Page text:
lace and childhood names
a C. D. with Tender
played on the thumb piano
a black and white
of a chalk horse
cut out of the hillside.
There are no glass cabinets
to speak of
and when the sun slips
below the grey flats opposite
the doors are left open
Sometimes things are stolen
like a kiss on a platform
but always replaced by more precious items —
an ink-written letter
with orion’s belt drawn at the centre.
The Briefcase by Sammy Weaver
There is that brown leather briefcase
imprinted SJW, two generations of the same initials,
with straps that ache with the strain of being opened
The corners are worn but strong,
I touch the button and the latches spring up
the hinges creak
like opening a museum drawer
I watch my childhood mix with yours.
On the beach wrapped in a towel
I don’t want my photograph taken.
I scowl like the sandcastle
that is being eaten by the sea just outside of the picture
And then we are in the sea together, I’m looking round
to check you’re there, to check the waves aren’t crashing.
Then we are back home with teddy bears, lambs, a dandelion costume.
Now I can smell the gorse and heather.
I can hear Chuck Berry play and get lost in the time you loved
to listen to.
Like an urn of ashes there is nothing brief in this.
I’m blowing out candles again and again,
knowing you’re blowing
over my shoulder.
‘In terms of poetry/ documentary — yes would be good to talk about how we merge them, or whether we have both existing side by side – or ‘in pockets’ for the performance. I like the idea of having a mix of both – as both forms serve different effects/ give a wider picture of complexity when thinking about shelter/ homelessness…’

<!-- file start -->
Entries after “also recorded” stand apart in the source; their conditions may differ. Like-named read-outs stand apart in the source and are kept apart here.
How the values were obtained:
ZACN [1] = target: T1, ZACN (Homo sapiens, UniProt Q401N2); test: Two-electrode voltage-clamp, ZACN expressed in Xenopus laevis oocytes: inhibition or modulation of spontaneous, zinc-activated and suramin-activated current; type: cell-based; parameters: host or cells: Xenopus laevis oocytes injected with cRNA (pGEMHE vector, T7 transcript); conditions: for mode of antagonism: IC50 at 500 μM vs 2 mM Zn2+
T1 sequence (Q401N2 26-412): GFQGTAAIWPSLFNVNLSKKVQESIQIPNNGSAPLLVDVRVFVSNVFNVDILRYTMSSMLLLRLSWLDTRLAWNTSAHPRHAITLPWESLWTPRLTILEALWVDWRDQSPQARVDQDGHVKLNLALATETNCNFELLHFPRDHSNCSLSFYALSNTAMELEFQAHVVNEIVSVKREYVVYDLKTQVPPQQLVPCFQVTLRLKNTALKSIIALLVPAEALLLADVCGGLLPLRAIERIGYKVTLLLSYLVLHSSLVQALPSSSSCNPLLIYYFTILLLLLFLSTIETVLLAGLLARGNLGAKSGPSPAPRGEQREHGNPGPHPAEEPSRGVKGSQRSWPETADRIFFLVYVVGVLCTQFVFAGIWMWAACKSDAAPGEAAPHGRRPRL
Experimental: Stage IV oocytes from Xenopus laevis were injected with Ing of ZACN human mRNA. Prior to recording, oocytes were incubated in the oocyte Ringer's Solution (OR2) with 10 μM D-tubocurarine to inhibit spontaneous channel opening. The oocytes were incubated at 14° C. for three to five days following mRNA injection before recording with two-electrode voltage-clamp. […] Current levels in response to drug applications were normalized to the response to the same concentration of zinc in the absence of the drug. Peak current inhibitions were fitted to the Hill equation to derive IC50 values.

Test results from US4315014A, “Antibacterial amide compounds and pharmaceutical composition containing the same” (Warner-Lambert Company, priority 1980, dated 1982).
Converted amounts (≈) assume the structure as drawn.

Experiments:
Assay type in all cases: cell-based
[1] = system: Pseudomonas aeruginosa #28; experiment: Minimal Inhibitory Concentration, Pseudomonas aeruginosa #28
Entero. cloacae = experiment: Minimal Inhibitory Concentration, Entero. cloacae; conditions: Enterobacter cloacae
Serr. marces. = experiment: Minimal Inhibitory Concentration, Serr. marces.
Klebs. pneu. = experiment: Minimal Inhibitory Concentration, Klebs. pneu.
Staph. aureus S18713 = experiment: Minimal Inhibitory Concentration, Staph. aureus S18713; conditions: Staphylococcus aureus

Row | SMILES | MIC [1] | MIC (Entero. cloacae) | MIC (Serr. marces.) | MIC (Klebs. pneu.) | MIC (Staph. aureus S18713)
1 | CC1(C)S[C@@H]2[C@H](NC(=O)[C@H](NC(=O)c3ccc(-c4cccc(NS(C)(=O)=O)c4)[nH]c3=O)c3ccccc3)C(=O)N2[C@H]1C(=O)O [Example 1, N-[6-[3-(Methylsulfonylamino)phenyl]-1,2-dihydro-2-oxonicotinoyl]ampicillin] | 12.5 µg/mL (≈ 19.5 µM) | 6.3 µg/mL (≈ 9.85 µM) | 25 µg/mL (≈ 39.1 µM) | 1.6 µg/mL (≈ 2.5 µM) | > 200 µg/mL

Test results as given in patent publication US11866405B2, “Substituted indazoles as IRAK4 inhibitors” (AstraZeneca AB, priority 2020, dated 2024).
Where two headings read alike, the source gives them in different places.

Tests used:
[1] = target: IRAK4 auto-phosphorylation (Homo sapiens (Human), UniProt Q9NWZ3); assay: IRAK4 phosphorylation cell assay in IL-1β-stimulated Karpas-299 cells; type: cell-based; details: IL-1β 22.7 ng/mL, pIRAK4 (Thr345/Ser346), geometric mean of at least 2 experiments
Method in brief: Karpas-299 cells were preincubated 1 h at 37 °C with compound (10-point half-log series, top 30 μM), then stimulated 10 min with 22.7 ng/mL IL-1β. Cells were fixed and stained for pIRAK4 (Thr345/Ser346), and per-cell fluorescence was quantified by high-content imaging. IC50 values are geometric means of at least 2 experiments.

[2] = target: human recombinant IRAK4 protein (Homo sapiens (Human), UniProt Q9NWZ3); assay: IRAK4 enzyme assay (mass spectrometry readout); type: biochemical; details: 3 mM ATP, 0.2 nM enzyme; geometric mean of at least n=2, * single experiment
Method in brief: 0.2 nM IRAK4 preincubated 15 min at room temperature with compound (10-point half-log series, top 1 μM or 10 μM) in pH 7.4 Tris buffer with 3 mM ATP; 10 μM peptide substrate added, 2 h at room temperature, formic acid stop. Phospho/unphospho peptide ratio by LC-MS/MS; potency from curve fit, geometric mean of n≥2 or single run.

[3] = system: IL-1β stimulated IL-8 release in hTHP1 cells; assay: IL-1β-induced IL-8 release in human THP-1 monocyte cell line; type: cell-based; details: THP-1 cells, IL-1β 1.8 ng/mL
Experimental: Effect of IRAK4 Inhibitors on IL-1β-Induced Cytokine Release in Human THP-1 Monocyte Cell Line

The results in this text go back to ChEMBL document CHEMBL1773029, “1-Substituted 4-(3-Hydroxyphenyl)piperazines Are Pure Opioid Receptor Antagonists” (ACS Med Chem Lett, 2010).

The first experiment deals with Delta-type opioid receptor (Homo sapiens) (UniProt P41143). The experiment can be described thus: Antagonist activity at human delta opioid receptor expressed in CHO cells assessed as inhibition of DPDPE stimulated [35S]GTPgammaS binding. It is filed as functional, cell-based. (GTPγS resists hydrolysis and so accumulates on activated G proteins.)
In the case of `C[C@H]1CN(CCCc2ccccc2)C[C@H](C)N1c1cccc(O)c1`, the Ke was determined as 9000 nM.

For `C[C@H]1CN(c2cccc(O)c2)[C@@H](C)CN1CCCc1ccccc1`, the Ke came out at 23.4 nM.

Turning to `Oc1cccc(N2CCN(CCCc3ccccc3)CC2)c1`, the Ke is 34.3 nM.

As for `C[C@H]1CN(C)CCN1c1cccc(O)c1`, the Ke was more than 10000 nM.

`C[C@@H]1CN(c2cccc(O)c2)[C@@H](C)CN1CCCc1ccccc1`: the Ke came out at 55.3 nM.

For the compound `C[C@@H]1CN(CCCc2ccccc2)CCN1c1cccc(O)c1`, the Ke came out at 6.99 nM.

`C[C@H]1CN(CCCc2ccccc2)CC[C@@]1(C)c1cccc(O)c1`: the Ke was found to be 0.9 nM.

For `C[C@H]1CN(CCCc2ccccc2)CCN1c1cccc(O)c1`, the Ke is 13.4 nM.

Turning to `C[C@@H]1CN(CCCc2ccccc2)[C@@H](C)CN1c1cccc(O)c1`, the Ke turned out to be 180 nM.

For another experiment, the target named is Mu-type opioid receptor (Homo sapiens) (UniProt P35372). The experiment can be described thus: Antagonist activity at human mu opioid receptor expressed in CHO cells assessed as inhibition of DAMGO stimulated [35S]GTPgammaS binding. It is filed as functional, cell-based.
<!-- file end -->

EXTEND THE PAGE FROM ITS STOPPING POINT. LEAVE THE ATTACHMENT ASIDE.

Here’s a video called HOME by Lightsurgeons.
and another film which is of interest in terms of visual relationships.
Sammy – here’s some ‘moving’ poetry
Also Storm on the Island, by Seamus Heaney, explores the theme of Shelter. It is a much more rural/natural setting than Bristol! But it does get close to what I think/ feel when I hear ‘Shelter’. It also has some corker lines that are universal -‘strange, it is a huge nothing that we fear’…
Storm on the Island
We are prepared: we build our houses squat,
Sink walls in rock and roof them with good slate.
The wizened earth had never troubled us
With hay, so as you can see, there are no stacks
Or stooks that can be lost. Nor are there trees
Which might prove company when it blows full
Blast: you know what I mean – leaves and branches
Can raise a chorus in a gale
So that you can listen to the thing you fear
Forgetting that it pummels your house too.
But there are no trees, no natural shelter.
You might think that the sea is company,
Exploding comfortably down on the cliffs
But no: when it begins, the flung spray hits
The very windows, spits like a tame cat
Turned savage. We just sit tight while wind dives
And strafes invisibly. Space is a salvo.
We are bombarded by the empty air.
Strange, it is a huge nothing that we fear.
Recent creative engagements with some of the guests have thrown up very powerful ideas; of the shelter as the protagonist of the theatre piece with all the people and stories passing through it. How it contains traces of all the different lives that have passed through it. Of connection points — places where these lives pass and cross. How the people in the shelter all pass through it but don’t necessarily know each other’s stories— yet this theatre piece has the potential to bind them all and pick out the aspects that are shared….